This brings me to the controversial BDS movement, and the equally controversial Bundestag resolution. Far from this resolution being unanimously supported in German media, the FAZ published a damning (and in my view ultimately convincing, even though I have zero sympathy for the BDS movement) legal critique of the resolution by Stephan Detjen; and it also published an equally damning critique of the effects of the resolution by Hanno Loewy, along with critique of BDS itself.  This is all controversial, and German mainstream media offers a platform for those controversies. Strange times indeed in which defending the FAZ has become necessary.

Overall, I share Paula Villa Braslavsky’s and Andrew Port’s sense that Moses (and some of his respondents) are just as restrictive and polemical as the debate they respond to. Much of it is a continuation of polemics from all sides, the latest iteration being Johannes von Moltke’s equally polemical contribution, that doesn’t offer much that is novel for anyone reading German newspapers on a regular basis. I find those polemics tiring, and as long as it’s not about arguments, but about inquisitions, I find it hard to see anything intellectually stimulating here. Amusingly, one of the FAZ articles Moses mentions in fact more or less summarizes the points he makes, albeit to refute them. To me, this indicates how unproductive the debate has become.


II: Political Socializations

Frank Biess gave us an insight into his political socialization, and Andrew Port called upon us to do the same. So I’ll follow their models. My own political socialization in (then reunited West-) Germany happened a decade after Biess’s (die Gnade der späten Geburt, von der Friedensbewegung verschont geblieben zu sein). It was a time of racist violence, not only in the former East, but also in West Germany. Mölln and Solingen are only the most famous, and most lethal, examples, but violence also happened in places like Mannheim-Schönau. Recalling those years and the various anti-racist struggles, against neo-Nazis as much as against a state deporting refugees, I’m struck to read that young Germans are now, finally, joining the fight against forms of racism other than antisemitism, inspired by the BLM movement, as if that struggle is new. Even though I was impressed by the numbers of teenagers in the streets last summer, it remains to be seen how much of that will last.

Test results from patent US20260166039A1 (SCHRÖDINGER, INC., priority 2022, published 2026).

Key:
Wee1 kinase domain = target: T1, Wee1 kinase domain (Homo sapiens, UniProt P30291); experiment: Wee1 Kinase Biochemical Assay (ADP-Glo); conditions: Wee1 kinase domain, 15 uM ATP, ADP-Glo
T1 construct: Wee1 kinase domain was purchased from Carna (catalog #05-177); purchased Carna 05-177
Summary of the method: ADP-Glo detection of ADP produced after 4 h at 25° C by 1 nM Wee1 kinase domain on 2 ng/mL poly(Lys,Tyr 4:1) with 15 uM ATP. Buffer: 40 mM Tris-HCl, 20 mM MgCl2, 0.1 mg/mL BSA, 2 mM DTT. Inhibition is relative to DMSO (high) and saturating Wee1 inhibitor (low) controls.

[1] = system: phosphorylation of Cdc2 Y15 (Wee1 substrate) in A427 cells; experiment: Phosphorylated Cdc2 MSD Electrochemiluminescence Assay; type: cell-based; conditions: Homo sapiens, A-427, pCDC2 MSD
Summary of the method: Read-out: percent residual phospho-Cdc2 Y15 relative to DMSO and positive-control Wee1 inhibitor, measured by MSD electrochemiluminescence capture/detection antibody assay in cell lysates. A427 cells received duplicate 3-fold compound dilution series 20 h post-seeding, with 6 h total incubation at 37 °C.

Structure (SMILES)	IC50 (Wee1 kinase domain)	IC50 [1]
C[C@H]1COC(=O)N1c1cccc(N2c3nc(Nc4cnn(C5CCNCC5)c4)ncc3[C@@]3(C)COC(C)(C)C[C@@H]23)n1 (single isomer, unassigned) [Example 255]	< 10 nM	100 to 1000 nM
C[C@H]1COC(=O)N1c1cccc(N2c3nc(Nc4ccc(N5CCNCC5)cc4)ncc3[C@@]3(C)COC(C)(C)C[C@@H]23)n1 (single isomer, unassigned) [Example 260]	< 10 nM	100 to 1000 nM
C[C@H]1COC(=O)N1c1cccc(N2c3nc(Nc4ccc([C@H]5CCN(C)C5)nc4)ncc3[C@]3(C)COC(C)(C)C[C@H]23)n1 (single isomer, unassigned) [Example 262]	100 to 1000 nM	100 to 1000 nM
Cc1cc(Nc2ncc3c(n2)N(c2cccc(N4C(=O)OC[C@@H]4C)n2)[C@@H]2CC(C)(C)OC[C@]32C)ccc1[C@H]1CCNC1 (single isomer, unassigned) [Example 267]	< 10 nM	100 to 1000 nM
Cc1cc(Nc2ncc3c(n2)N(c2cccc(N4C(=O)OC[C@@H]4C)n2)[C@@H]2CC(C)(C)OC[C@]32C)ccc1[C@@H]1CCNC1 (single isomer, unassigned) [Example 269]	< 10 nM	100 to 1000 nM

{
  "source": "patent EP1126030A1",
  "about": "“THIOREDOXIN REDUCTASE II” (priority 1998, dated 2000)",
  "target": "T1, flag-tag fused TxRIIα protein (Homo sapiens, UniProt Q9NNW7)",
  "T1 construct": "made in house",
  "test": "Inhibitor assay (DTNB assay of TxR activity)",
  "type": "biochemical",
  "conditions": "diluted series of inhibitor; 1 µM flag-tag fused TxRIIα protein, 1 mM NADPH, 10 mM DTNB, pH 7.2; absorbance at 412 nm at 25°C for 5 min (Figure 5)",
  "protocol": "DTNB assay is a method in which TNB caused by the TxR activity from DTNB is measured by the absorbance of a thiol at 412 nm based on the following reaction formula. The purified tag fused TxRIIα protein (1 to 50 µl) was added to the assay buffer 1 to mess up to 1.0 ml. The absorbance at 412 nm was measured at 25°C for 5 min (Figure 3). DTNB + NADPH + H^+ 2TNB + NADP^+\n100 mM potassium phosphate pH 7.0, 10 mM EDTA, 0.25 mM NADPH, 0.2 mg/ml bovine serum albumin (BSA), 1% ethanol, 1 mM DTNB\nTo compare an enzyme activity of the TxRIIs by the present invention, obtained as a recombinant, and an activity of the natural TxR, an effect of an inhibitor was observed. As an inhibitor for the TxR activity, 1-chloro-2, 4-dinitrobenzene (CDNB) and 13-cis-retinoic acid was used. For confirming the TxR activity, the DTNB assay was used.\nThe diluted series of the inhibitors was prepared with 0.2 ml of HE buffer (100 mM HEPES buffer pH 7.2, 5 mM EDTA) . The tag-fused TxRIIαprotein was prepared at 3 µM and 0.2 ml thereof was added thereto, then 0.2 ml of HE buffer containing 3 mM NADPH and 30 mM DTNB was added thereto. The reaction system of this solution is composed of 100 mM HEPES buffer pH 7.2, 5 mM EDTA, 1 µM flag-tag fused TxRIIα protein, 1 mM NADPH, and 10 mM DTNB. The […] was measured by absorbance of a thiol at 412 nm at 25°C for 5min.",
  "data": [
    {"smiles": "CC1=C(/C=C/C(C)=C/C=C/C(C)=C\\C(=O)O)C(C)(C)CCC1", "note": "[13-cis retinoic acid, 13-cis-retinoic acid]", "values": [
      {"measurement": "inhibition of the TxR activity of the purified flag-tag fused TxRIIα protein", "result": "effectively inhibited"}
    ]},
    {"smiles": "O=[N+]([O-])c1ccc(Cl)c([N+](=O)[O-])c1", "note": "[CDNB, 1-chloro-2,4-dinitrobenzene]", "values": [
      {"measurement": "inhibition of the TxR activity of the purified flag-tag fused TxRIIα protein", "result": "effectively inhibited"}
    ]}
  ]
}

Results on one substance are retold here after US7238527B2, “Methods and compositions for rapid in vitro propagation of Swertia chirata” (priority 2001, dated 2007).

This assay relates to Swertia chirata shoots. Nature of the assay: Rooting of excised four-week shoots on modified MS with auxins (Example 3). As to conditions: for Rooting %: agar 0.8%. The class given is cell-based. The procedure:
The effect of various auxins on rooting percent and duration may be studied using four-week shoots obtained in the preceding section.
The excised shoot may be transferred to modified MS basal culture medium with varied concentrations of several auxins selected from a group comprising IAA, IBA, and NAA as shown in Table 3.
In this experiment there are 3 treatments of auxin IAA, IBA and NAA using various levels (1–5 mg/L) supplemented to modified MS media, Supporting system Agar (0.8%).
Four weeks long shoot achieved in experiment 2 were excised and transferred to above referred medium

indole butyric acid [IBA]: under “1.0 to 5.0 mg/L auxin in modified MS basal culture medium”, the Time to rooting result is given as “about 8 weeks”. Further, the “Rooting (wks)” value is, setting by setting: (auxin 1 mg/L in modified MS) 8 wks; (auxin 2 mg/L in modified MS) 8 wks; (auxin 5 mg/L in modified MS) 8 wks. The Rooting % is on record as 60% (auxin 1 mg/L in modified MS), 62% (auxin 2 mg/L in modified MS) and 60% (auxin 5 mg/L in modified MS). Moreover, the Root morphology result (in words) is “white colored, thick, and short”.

But I’m even more struck by claims that memories of the Holocaust and Auschwitz did not help migrants and their descendants to address racist violence (Tiffany Florvil now made a similar point with regards to Black (queer) women). I vividly recall migrant groups on the left, most importantly Café Morgenland from Frankfurt, but also Köxüz from Hamburg and Berlin. They were famous for harsh polemics against fellow white, German leftists. These migrants clearly regarded the struggle against everyday racist violence in post-unification Germany as intrinsically linked with a struggle against antisemitism. For their critiques of the deutsche Zustände, Auschwitz was central, though they had nothing but contempt for the shallow public memory culture. Their furious polemics, attacking racism in the German left as well as antisemitism amongst migrants, are still worth reading today. They never made it to the pages of German Feuilletons. Yet, this should not keep us from including these marginal voices in the narratives. I find their absence telling.


III: Absent Voices

So much of this debate is about the absence of voices, specifically the absence of non-white German voices; indeed, I find their absence in the debate we are having here (at least in the contributions so far—this was written prior to Tiffany Florvil’s contribution) conspicuous. So I want to introduce one such voice, Yassin al-Haj Saleh, a Syrian writer and dissident now living in Berlin. If I look for intellectual inspiration, I turn to him. I’m happy to call him a friend, and I’ve published myself on Al Jumhuriya, which he co-founded. As it happens, he just published a very positive review of Dirk Moses’s recent book, calling for its translation into Arabic (including a reference to Moses’s catechism-text). There is much I agree about with Saleh, even though there are also—of course, as it should be!—disagreements. I recently found myself in agreement with something he wrote, as it turns out, years ago, and with which he now disagrees; I’ll return to this later, because I still find his former position profoundly inspiring.